Sunday, April 6, 2008

Knowing How To Ask Questions Makes All the Difference

Asking questions is an art. It is coachable but not extremely teachable. I can take someone who has an innate ability to ask questions and teach them how to be a great salesperson – regardless of their current line of work.

In fact, I often look for new home salespeople outside of real estate, and the first quality I look for is the ability to ask questions.

I want someone who enjoys working with people because that’s how the questioning is effective. Otherwise, it can come across as superficial and detached.

Product knowledge can be learned. Sales skills can be taught. Asking questions is either something you understand or it isn’t.

For instance: “How long have you been looking for a new home?” “What would you like to accomplish during our time together today?” “When you find a home that you’d like to live in, how soon are you prepared to make a decision on that home?” “Is there anything else we need to discuss before we start the paperwork?”

I left out dozens of questions, but you can see that just having a conversation with your customers can be a very effective sales technique.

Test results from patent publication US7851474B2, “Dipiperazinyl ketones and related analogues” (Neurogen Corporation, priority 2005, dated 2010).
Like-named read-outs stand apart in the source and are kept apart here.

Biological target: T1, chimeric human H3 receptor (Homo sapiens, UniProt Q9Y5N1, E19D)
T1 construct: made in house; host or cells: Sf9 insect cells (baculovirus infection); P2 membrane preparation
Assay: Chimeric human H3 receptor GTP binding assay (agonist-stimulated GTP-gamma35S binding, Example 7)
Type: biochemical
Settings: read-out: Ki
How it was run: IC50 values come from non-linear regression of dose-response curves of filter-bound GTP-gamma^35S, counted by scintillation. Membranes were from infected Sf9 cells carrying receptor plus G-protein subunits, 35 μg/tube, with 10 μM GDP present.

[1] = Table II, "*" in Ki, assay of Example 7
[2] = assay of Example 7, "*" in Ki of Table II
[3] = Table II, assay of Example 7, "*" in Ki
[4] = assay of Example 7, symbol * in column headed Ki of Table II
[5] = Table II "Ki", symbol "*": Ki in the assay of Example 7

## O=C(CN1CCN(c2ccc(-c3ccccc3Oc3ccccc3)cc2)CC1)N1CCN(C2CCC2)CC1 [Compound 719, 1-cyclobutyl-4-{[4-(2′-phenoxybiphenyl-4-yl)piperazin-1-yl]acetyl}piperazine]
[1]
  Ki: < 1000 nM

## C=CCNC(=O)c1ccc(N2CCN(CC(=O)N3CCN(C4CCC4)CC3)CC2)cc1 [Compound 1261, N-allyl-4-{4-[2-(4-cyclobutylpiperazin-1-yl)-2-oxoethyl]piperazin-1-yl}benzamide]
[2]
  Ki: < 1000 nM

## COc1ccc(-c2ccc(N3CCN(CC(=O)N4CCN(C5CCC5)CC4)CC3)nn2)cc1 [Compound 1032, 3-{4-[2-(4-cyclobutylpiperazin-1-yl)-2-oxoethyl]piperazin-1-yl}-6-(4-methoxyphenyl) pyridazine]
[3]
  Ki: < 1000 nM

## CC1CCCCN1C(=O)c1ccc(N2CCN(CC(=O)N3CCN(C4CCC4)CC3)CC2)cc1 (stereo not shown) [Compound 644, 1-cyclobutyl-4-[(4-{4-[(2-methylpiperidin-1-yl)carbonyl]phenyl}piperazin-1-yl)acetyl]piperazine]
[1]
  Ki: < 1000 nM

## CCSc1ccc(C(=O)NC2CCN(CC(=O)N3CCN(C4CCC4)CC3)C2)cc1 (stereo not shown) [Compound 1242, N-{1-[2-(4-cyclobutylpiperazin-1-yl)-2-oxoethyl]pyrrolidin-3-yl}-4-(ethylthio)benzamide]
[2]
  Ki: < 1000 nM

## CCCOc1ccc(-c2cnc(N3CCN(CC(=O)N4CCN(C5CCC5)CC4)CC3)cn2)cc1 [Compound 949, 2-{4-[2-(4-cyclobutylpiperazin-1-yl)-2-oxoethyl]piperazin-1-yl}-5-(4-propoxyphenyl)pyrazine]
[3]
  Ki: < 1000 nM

We tend to complicate the sales process. It simply is a matter of meeting interested people who need or want a new home, learning what they’d like to achieve in getting a new home, determining their ability to make a purchasing decision, showing them choices and explaining how their needs can be met, identifying a specific solution for them, and helping them finalize their selection.

For the most part, this process is accomplished through a series of skillfully used questions – not done as a survey, but as a conversational give-and-take interview that you use to meet and get to know someone.

Critical path, working with objections, features and benefits, closing techniques – all important concepts but none as important as the art of asking questions. How do you know what to show someone, and how do you know that they understand and appreciate what you’re showing them, and how do you know that it’s important or that it matters to them? You have to ask.

* For more information about my consulting and coaching services visit my website
stevehoffacker.com.

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